IT was perhaps not surprising this morning to read news of major consolidation in the housebuilding sector.

Given the pressure that the major housebuilders have come under as interest rates surged over the course of 2022 and 2023, with reservation rates falling and profits tumbling as the cost of mortgages has risen, it was perhaps inevitable that defensive moves were made.

The stock market seemed to respond warmly to the news that the board of Redrow had recommended shareholders accept a £2.5 billion takeover approach from its bigger counterpart, Barratt Developments.

Shares in Redrow rose nearly 16% today, which indicated the City liked the look of the deal, especially as it is anticipated that annual savings of £90m will be made by the end of the third year following completion of the deal.

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However, the deal could come at the cost of hundreds of jobs, with the takeover document stating that “operational and administrative restructuring will be required following completion” in order to realise the benefits of the acquisition. The document warns that there could ultimately be a 10% reduction in the total number of employees which, given Barratt employed about 6,730 staff at the end of 2023 financial year and Redrow had around 2,200, there could be as many as 890 jobs lost.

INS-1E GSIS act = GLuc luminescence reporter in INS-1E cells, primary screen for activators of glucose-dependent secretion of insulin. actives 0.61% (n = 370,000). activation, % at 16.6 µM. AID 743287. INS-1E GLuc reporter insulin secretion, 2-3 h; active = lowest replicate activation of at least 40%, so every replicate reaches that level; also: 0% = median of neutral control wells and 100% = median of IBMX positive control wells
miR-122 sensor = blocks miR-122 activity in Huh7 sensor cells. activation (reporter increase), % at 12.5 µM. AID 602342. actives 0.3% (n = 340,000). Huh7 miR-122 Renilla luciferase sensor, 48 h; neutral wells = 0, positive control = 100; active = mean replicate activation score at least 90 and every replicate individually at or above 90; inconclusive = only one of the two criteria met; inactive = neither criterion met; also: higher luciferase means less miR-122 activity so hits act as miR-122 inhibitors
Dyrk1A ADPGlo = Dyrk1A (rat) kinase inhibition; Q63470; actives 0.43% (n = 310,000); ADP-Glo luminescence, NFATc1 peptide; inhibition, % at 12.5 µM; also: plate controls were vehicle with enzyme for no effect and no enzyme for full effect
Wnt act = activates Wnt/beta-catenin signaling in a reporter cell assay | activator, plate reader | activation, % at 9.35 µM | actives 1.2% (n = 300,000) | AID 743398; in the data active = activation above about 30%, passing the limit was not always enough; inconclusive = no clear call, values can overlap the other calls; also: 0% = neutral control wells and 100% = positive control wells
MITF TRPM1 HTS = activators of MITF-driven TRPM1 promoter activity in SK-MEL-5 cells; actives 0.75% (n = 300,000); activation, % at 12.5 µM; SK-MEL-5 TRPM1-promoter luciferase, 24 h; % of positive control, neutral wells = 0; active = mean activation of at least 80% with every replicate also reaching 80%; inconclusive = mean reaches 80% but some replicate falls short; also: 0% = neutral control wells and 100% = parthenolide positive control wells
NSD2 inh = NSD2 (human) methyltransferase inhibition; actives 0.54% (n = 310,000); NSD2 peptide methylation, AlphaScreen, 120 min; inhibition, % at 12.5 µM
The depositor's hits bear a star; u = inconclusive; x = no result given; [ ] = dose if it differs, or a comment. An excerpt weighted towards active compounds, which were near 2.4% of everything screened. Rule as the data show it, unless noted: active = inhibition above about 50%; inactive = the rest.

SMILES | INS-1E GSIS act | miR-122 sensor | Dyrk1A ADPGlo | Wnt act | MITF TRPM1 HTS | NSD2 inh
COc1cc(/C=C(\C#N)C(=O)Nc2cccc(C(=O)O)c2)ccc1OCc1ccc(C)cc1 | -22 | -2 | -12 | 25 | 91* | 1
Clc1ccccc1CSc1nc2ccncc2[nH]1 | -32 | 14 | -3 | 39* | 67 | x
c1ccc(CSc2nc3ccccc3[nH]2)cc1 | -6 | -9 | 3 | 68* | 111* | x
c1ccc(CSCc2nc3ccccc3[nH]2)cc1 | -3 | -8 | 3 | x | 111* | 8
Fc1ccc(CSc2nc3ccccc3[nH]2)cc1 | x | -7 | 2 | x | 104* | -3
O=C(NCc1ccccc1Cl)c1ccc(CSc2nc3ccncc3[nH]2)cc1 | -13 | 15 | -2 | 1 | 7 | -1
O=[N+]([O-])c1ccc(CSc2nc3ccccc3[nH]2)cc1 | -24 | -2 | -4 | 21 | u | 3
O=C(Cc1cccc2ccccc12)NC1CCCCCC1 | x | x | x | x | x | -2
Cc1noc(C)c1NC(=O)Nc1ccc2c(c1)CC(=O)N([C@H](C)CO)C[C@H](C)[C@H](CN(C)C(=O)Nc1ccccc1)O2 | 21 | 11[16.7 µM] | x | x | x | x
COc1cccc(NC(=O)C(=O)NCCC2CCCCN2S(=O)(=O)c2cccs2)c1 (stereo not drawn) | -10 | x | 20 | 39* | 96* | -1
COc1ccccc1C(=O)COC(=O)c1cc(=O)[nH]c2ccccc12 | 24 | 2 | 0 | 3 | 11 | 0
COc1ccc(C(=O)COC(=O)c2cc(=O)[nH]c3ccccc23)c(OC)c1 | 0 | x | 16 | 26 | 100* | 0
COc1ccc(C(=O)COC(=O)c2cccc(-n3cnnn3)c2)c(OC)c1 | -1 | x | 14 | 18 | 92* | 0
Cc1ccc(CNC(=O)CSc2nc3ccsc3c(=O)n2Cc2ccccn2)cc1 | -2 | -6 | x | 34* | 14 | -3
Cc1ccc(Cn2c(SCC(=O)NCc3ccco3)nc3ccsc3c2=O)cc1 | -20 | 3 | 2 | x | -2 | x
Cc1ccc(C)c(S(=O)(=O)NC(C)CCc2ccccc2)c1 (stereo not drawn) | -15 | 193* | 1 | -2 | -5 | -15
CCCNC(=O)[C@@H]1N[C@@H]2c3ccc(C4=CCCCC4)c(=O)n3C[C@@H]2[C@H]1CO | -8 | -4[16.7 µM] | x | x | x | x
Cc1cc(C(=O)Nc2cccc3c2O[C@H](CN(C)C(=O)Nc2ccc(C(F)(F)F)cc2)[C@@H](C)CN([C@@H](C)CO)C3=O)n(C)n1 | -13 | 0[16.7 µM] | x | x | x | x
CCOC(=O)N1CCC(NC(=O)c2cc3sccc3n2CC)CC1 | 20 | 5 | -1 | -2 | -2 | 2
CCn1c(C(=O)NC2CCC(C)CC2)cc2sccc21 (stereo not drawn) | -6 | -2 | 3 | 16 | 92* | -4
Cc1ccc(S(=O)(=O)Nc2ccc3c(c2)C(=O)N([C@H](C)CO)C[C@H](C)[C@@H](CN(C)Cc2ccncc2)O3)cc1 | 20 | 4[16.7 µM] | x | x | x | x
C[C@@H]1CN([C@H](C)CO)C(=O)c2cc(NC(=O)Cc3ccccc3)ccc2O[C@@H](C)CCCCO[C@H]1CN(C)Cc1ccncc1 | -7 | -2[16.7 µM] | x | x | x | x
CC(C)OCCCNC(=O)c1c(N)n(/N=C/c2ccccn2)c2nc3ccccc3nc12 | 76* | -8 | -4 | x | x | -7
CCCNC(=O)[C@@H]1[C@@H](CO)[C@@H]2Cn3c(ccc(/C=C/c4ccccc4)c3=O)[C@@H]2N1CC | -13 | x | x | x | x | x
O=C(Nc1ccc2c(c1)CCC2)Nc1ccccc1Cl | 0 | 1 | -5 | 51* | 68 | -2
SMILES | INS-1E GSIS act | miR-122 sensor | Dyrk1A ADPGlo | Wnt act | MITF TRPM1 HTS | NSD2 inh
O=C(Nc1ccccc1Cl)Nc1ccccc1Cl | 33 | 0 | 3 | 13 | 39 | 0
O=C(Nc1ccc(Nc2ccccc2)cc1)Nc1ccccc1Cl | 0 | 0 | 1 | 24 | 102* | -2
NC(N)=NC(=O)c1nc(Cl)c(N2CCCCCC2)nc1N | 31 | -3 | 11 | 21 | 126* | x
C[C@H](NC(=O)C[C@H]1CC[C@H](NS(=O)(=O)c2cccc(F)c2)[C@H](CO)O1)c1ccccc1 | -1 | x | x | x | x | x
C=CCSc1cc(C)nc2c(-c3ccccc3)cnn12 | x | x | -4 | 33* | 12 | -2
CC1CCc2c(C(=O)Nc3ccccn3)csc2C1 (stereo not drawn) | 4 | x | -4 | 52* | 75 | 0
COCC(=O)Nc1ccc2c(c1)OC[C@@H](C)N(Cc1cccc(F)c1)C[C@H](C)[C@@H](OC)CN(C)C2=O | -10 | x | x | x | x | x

While shares in Redrow surged, the price of Barratt Developments moved in the other direction, as the company reported an 81% fall in interim profits to £95.2 m for the six months to December 31 and slashed its interim dividend to 4.4p from 10.2p.

“The economic winds have not been kind to the housebuilders and Barratt Developments and Redrow clearly believe they’ll be stronger together, giving the new combined company much bigger clout to capitalise on the structural need for housing in the UK,” said Susannah Streeter, head of money and markets at stockbroker Hargreaves Lansdown.

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“Redrow’s share price has struggled to regain its pre-pandemic form and with Barratt enjoying a strong balance sheet and hefty cash reserves it clearly decided the time was right to make a move.

“Clearly market conditions are still going to be tougher while interest rates stay elevated. However, the latest signs are that recovery is under way, with the Halifax house price index pointing to renewed sentiment among buyers, as better mortgage deals have landed.”